Nelson, who also directed the quartet, brilliantly captures their mood, and by extension, the mood of a certain segment of the U.S. population two years into President Obama's first term: disillusion, determined and at various points in between. Both he and his cast — Jon DeVries, Stephen Kunken, Sally Murphy, Maryann Plunkett, Laila Robins and Jay O. Sanders — manage to do that while still creating characters that are beautifully real and compelling in their faults as well as their virtues, and that you want to spend time with.

I went to WNET's website today to check the schedule for the remaining three plays — Sweet and Sad, Sorry and Regular Singing — and noticed that while the first two are scheduled to air in the next two weeks, nothing is slated for the 10 p.m. time slot on Nov. 6. There's just a blank space after an Endeavour rerun. Which has me wondering if ratings haven't been good and the station has decided to air something else at that time. I found this schedule posted in another area of the website that has Regular Singing slated for Nov. 6 and lists other broadcasts each Thursday through Thanksgiving. But it doesn't include London Wall, the Mint Theater show that launched the series Oct. 2, so I'm not sure how accurate the rest of it is.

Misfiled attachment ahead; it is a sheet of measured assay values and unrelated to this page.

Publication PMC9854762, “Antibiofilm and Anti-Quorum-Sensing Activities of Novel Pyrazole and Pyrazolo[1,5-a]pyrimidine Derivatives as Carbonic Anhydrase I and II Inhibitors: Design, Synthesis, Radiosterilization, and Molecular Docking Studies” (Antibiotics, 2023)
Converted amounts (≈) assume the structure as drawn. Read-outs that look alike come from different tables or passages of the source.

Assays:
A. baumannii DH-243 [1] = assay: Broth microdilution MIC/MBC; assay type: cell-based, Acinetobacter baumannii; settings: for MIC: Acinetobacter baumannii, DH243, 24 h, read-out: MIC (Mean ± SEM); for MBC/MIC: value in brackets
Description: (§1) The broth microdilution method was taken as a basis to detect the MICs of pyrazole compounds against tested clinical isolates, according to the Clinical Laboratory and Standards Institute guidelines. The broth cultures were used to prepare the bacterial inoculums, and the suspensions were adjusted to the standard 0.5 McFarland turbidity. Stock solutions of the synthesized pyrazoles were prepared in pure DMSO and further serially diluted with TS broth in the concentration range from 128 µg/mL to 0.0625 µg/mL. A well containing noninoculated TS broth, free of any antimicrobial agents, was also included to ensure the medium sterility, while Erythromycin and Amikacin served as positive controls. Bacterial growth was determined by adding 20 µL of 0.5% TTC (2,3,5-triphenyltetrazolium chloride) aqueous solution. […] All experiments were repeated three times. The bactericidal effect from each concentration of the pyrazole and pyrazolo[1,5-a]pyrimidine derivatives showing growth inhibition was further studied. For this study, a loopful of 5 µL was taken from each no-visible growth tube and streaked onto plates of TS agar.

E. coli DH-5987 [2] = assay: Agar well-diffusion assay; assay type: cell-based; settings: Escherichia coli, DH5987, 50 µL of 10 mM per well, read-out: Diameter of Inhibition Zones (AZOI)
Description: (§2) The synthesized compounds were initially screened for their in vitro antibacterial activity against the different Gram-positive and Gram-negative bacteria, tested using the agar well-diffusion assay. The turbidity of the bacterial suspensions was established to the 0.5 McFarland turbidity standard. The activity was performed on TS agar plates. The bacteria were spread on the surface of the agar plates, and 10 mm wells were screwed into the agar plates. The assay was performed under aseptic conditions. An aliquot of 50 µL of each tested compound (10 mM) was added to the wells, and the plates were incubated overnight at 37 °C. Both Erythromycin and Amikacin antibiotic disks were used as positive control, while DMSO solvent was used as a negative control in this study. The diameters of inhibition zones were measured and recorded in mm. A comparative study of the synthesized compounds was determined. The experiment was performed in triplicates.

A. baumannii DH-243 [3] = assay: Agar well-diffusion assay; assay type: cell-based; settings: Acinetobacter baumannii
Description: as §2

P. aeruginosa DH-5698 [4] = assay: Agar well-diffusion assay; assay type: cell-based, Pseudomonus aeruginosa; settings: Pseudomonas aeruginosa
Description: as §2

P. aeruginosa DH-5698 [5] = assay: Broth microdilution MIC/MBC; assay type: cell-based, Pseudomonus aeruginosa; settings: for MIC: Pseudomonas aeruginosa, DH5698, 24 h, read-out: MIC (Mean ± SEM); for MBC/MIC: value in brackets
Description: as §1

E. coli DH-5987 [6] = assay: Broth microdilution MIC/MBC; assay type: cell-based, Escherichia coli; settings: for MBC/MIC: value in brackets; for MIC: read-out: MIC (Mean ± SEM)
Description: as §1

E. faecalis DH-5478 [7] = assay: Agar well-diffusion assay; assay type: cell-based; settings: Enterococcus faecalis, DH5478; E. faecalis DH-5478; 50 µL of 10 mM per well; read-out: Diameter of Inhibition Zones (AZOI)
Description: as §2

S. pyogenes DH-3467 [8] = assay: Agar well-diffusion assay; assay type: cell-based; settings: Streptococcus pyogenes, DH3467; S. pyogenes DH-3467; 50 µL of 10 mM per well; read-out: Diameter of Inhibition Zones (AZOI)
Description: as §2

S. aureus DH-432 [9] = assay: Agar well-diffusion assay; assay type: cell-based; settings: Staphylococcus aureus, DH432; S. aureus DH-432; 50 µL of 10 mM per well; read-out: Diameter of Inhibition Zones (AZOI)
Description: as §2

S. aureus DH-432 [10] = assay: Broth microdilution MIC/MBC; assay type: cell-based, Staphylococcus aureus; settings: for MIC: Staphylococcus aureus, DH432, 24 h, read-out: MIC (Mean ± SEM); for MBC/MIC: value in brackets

I emailed WNET to find out more. I'll see what I learn next week.

UPDATE: And the very efficient viewer-relations department got back to me: Regular Singing is scheduled for Nov. 6 at 10 p.m.; it just hasn't been entered into the online listings yet. Hamish Linklater's play The Vandal follows on Nov. 13.

Monday, July 7, 2014

Is Religion Your Thing?

Katharine McLeod and Jamie Geiger in The Religion Thing.
Religion isn't really my thing, but that didn't prevent me from thoroughly enjoying
Renee Calarco's The Religion Thing, currently on the boards at the Cell thanks to Project Y Theatre, originally base in Washington, D.C.